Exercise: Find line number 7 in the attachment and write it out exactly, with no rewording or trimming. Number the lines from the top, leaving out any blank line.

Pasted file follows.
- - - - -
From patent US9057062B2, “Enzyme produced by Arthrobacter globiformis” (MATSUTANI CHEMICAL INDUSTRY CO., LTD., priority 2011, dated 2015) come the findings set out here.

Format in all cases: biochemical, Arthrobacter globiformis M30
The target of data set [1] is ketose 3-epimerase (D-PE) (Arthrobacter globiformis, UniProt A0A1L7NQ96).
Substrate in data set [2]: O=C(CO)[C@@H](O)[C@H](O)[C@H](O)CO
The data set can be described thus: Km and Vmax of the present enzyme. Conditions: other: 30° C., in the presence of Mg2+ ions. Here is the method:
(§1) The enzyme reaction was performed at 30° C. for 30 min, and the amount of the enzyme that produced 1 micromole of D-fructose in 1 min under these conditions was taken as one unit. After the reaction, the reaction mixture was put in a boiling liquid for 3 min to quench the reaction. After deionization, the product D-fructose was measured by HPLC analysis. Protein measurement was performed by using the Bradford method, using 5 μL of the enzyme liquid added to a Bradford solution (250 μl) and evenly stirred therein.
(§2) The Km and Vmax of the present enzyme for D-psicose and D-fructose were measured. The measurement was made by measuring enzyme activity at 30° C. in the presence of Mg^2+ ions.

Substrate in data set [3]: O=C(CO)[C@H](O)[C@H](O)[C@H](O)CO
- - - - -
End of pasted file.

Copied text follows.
(§2) The Km and Vmax of the present enzyme for D-psicose and D-fructose were measured. The measurement was made by measuring enzyme activity at 30° C. in the presence of Mg^2+ ions.